Fall Leaf Placemat DIY
Nature crafts can be life-saviors on Thanksgiving. This project started as an idea to keep children occupied for a big fall family dinner and so the children could each design their own placemat for the party. When I say “children,” I mean my 2 girls plus 7 nieces and nephews, the whole gang ranging from 8 months to 9 years. Technically, 8 active children in our small house on a cold autumn day – zen. As you see, I need to find something fun for the kiddos while we baste the turkey! The activity also came from the book Fed Up with Frenzy by Suz Lipman, a book that features tons of fun ideas about kids activities and games. As a bonus, a fall leaf placemat is a great idea to get kids out of the house on a leaf quest the week before your craft, so the leaves are all flat and dry by the time you sit everybody down around a table. Now here’s the craft, slightly adapted from Fed Up with Frenzy.
- Laminating material (the book recommends iron-on flexible vinyl but I was short on time and found a roll of laminating plastic at the office supply store next to my house, about 3/4 yard vinyl per placemat)
- A sheet of construction paper (the book recommends medium-weight white cotton fabric, about 3/4 yard cotton per placemat)
- Your favorite fall leaves
- Phone directory or other heavy book
- Art supplies to decorate
Ready? You can start.
- First, take the kids on a hike in your neighborhood and gather some leaves. If you’re looking at making patterns on the placemats, prefer smaller leaves or a good variety of shapes and sizes.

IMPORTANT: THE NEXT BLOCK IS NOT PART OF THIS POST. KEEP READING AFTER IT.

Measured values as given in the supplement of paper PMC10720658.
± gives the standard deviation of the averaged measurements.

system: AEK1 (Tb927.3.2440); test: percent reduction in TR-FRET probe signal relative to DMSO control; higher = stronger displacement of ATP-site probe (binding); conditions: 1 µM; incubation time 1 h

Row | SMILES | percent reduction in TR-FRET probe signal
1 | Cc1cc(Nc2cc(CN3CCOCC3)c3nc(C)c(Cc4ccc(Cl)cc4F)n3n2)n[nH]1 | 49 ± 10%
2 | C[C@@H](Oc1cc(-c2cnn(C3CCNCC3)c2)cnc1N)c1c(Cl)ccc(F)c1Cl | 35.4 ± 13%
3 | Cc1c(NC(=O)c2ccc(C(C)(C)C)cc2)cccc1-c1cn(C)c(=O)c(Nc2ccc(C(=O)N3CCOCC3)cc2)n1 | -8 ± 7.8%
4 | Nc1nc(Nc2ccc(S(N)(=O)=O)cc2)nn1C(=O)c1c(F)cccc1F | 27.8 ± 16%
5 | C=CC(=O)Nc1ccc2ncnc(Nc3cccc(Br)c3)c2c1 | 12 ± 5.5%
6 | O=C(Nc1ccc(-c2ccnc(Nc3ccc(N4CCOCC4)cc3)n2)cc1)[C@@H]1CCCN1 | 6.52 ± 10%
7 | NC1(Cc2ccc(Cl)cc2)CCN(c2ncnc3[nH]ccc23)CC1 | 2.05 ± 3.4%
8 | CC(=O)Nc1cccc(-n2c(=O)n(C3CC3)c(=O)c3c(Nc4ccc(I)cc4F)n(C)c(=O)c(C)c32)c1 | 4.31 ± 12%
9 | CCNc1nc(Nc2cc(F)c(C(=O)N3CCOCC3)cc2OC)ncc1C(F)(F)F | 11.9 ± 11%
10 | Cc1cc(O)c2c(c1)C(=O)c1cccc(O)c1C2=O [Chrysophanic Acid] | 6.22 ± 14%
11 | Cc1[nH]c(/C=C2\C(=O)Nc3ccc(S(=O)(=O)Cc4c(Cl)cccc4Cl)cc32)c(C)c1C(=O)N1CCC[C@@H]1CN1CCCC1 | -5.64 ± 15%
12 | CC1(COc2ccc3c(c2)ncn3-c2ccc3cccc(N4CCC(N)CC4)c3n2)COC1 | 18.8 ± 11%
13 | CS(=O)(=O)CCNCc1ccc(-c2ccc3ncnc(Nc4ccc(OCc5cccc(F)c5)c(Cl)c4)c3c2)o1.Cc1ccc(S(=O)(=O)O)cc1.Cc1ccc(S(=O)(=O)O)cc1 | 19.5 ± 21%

- At home, place them in a heavy book and lay them as flat as possible. Close the book and weigh it down with more heavy books. Now wait.
- A few days later, your leaves should be dry and flat.
- Now the size and shape of the placemat. I used construction paper so I didn’t have to measure anything but if you use cotton, cut out fabric rectangles 2″ larger than the final size you’re aiming at. Suz recommends 13″ x 20″ pieces to end up with 11″ x 18″ placemats. In that case, make guide marks 2″ around your piece of fabric to know your boundaries.
- Time to place the leaves! I messed around with a few leaves, scratched my head, and thought about a design. Once I knew what I wanted, I glued the leaves onto the piece of paper and decorated the paper with rubber stamps and ink.
- Then I went on to laminate the leafy art work. Laminating is not my favorite part but it’s pretty straight-forward: cut the size of laminating plastic you need, peel off the checkered backing off the plastic, apply it on the construction paper and rub it flat to smooth out any air bubbles and creases. For increased solidity, I laminated the backside too. With fabric, you will need to place the leaves on the fabric, heat the iron, peel the backing off the fabric, place it sticky-side down on the leaves and iron away.
Time to eat!
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